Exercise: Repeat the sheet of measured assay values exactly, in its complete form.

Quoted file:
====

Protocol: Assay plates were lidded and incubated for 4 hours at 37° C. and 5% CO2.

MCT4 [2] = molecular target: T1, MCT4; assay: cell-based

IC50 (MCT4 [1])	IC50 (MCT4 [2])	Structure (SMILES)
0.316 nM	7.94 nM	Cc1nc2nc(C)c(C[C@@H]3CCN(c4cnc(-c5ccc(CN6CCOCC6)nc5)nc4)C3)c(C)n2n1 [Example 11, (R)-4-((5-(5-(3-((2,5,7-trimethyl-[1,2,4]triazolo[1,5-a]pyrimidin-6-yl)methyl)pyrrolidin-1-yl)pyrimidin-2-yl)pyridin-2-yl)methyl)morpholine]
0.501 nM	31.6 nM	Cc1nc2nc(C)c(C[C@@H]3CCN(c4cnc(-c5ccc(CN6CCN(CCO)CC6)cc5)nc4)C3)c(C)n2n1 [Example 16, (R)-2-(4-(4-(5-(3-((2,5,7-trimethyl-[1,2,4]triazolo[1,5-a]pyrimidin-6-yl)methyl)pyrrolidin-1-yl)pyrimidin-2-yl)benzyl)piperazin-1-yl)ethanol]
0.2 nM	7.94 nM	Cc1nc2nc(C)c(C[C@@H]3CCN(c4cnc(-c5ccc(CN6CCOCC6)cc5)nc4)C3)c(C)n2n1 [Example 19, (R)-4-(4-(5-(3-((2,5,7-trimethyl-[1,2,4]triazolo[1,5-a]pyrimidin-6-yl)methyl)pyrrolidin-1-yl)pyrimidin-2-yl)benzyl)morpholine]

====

Protocol: Assay plates were lidded and incubated for 4 hours at 37° C. and 5% CO2.

MCT4 [2] = molecular target: T1, MCT4; assay: cell-based

IC50 (MCT4 [1])	IC50 (MCT4 [2])	Structure (SMILES)
0.316 nM	7.94 nM	Cc1nc2nc(C)c(C[C@@H]3CCN(c4cnc(-c5ccc(CN6CCOCC6)nc5)nc4)C3)c(C)n2n1 [Example 11, (R)-4-((5-(5-(3-((2,5,7-trimethyl-[1,2,4]triazolo[1,5-a]pyrimidin-6-yl)methyl)pyrrolidin-1-yl)pyrimidin-2-yl)pyridin-2-yl)methyl)morpholine]
0.501 nM	31.6 nM	Cc1nc2nc(C)c(C[C@@H]3CCN(c4cnc(-c5ccc(CN6CCN(CCO)CC6)cc5)nc4)C3)c(C)n2n1 [Example 16, (R)-2-(4-(4-(5-(3-((2,5,7-trimethyl-[1,2,4]triazolo[1,5-a]pyrimidin-6-yl)methyl)pyrrolidin-1-yl)pyrimidin-2-yl)benzyl)piperazin-1-yl)ethanol]
0.2 nM	7.94 nM	Cc1nc2nc(C)c(C[C@@H]3CCN(c4cnc(-c5ccc(CN6CCOCC6)cc5)nc4)C3)c(C)n2n1 [Example 19, (R)-4-(4-(5-(3-((2,5,7-trimethyl-[1,2,4]triazolo[1,5-a]pyrimidin-6-yl)methyl)pyrrolidin-1-yl)pyrimidin-2-yl)benzyl)morpholine]